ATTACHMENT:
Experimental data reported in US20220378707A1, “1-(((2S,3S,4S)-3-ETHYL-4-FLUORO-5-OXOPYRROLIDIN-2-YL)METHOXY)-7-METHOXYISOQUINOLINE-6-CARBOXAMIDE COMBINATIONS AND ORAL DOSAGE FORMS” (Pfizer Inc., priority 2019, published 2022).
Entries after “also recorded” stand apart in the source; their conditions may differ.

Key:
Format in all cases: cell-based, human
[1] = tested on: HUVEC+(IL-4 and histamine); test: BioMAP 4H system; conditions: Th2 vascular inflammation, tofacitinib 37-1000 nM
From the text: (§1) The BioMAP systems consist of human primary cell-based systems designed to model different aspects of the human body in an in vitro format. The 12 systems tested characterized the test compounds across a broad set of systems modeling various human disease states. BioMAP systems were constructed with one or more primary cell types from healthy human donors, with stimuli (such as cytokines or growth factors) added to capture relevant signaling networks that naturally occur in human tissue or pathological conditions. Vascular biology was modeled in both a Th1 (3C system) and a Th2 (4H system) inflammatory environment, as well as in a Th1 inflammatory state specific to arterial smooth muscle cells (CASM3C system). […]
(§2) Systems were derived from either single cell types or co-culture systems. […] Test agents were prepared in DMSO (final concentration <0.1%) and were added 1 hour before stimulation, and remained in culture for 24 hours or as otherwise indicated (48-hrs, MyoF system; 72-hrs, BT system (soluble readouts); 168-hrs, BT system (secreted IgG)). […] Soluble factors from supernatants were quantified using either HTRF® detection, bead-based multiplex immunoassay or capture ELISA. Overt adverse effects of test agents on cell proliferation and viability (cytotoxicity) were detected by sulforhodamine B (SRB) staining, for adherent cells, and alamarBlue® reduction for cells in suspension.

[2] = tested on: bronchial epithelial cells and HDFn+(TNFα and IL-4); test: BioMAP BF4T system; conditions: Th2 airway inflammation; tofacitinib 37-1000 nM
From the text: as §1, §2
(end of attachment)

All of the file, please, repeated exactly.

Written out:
Experimental data reported in US20220378707A1, “1-(((2S,3S,4S)-3-ETHYL-4-FLUORO-5-OXOPYRROLIDIN-2-YL)METHOXY)-7-METHOXYISOQUINOLINE-6-CARBOXAMIDE COMBINATIONS AND ORAL DOSAGE FORMS” (Pfizer Inc., priority 2019, published 2022).
Entries after “also recorded” stand apart in the source; their conditions may differ.

Key:
Format in all cases: cell-based, human
[1] = tested on: HUVEC+(IL-4 and histamine); test: BioMAP 4H system; conditions: Th2 vascular inflammation, tofacitinib 37-1000 nM
From the text: (§1) The BioMAP systems consist of human primary cell-based systems designed to model different aspects of the human body in an in vitro format. The 12 systems tested characterized the test compounds across a broad set of systems modeling various human disease states. BioMAP systems were constructed with one or more primary cell types from healthy human donors, with stimuli (such as cytokines or growth factors) added to capture relevant signaling networks that naturally occur in human tissue or pathological conditions. Vascular biology was modeled in both a Th1 (3C system) and a Th2 (4H system) inflammatory environment, as well as in a Th1 inflammatory state specific to arterial smooth muscle cells (CASM3C system). […]
(§2) Systems were derived from either single cell types or co-culture systems. […] Test agents were prepared in DMSO (final concentration <0.1%) and were added 1 hour before stimulation, and remained in culture for 24 hours or as otherwise indicated (48-hrs, MyoF system; 72-hrs, BT system (soluble readouts); 168-hrs, BT system (secreted IgG)). […] Soluble factors from supernatants were quantified using either HTRF® detection, bead-based multiplex immunoassay or capture ELISA. Overt adverse effects of test agents on cell proliferation and viability (cytotoxicity) were detected by sulforhodamine B (SRB) staining, for adherent cells, and alamarBlue® reduction for cells in suspension.

[2] = tested on: bronchial epithelial cells and HDFn+(TNFα and IL-4); test: BioMAP BF4T system; conditions: Th2 airway inflammation; tofacitinib 37-1000 nM
From the text: as §1, §2